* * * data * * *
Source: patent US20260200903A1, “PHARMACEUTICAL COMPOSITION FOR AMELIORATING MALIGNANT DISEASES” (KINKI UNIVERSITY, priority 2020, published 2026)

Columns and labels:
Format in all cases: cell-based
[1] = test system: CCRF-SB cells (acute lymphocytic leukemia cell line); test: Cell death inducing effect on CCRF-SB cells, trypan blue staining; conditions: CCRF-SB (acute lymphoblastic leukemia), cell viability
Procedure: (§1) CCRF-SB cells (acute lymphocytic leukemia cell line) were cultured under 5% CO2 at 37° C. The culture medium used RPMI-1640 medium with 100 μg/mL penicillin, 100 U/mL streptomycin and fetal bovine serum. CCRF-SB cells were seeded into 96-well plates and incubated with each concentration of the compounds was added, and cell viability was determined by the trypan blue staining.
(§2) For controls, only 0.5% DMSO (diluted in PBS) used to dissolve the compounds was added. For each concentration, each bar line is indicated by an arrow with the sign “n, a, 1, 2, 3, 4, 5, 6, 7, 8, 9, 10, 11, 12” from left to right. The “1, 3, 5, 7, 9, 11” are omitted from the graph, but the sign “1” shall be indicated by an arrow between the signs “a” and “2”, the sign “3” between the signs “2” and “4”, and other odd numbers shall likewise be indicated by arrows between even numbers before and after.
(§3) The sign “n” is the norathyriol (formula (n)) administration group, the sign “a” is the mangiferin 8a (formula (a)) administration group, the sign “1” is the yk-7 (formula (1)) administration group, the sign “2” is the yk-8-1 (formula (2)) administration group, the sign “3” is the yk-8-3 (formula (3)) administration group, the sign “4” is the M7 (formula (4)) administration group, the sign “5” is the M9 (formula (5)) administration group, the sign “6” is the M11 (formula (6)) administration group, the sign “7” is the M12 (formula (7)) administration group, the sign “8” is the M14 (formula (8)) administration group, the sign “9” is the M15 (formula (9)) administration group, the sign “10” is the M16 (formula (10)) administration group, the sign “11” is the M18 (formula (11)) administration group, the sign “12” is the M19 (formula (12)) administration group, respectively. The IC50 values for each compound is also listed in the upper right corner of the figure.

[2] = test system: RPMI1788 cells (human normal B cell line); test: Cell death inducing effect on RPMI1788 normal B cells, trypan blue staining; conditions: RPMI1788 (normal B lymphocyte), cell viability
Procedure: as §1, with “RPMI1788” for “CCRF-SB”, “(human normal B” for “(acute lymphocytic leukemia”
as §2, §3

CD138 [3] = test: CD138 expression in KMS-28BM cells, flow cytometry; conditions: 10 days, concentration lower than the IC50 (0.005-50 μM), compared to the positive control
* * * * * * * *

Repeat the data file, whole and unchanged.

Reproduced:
Source: patent US20260200903A1, “PHARMACEUTICAL COMPOSITION FOR AMELIORATING MALIGNANT DISEASES” (KINKI UNIVERSITY, priority 2020, published 2026)

Columns and labels:
Format in all cases: cell-based
[1] = test system: CCRF-SB cells (acute lymphocytic leukemia cell line); test: Cell death inducing effect on CCRF-SB cells, trypan blue staining; conditions: CCRF-SB (acute lymphoblastic leukemia), cell viability
Procedure: (§1) CCRF-SB cells (acute lymphocytic leukemia cell line) were cultured under 5% CO2 at 37° C. The culture medium used RPMI-1640 medium with 100 μg/mL penicillin, 100 U/mL streptomycin and fetal bovine serum. CCRF-SB cells were seeded into 96-well plates and incubated with each concentration of the compounds was added, and cell viability was determined by the trypan blue staining.
(§2) For controls, only 0.5% DMSO (diluted in PBS) used to dissolve the compounds was added. For each concentration, each bar line is indicated by an arrow with the sign “n, a, 1, 2, 3, 4, 5, 6, 7, 8, 9, 10, 11, 12” from left to right. The “1, 3, 5, 7, 9, 11” are omitted from the graph, but the sign “1” shall be indicated by an arrow between the signs “a” and “2”, the sign “3” between the signs “2” and “4”, and other odd numbers shall likewise be indicated by arrows between even numbers before and after.
(§3) The sign “n” is the norathyriol (formula (n)) administration group, the sign “a” is the mangiferin 8a (formula (a)) administration group, the sign “1” is the yk-7 (formula (1)) administration group, the sign “2” is the yk-8-1 (formula (2)) administration group, the sign “3” is the yk-8-3 (formula (3)) administration group, the sign “4” is the M7 (formula (4)) administration group, the sign “5” is the M9 (formula (5)) administration group, the sign “6” is the M11 (formula (6)) administration group, the sign “7” is the M12 (formula (7)) administration group, the sign “8” is the M14 (formula (8)) administration group, the sign “9” is the M15 (formula (9)) administration group, the sign “10” is the M16 (formula (10)) administration group, the sign “11” is the M18 (formula (11)) administration group, the sign “12” is the M19 (formula (12)) administration group, respectively. The IC50 values for each compound is also listed in the upper right corner of the figure.

[2] = test system: RPMI1788 cells (human normal B cell line); test: Cell death inducing effect on RPMI1788 normal B cells, trypan blue staining; conditions: RPMI1788 (normal B lymphocyte), cell viability
Procedure: as §1, with “RPMI1788” for “CCRF-SB”, “(human normal B” for “(acute lymphocytic leukemia”
as §2, §3

CD138 [3] = test: CD138 expression in KMS-28BM cells, flow cytometry; conditions: 10 days, concentration lower than the IC50 (0.005-50 μM), compared to the positive control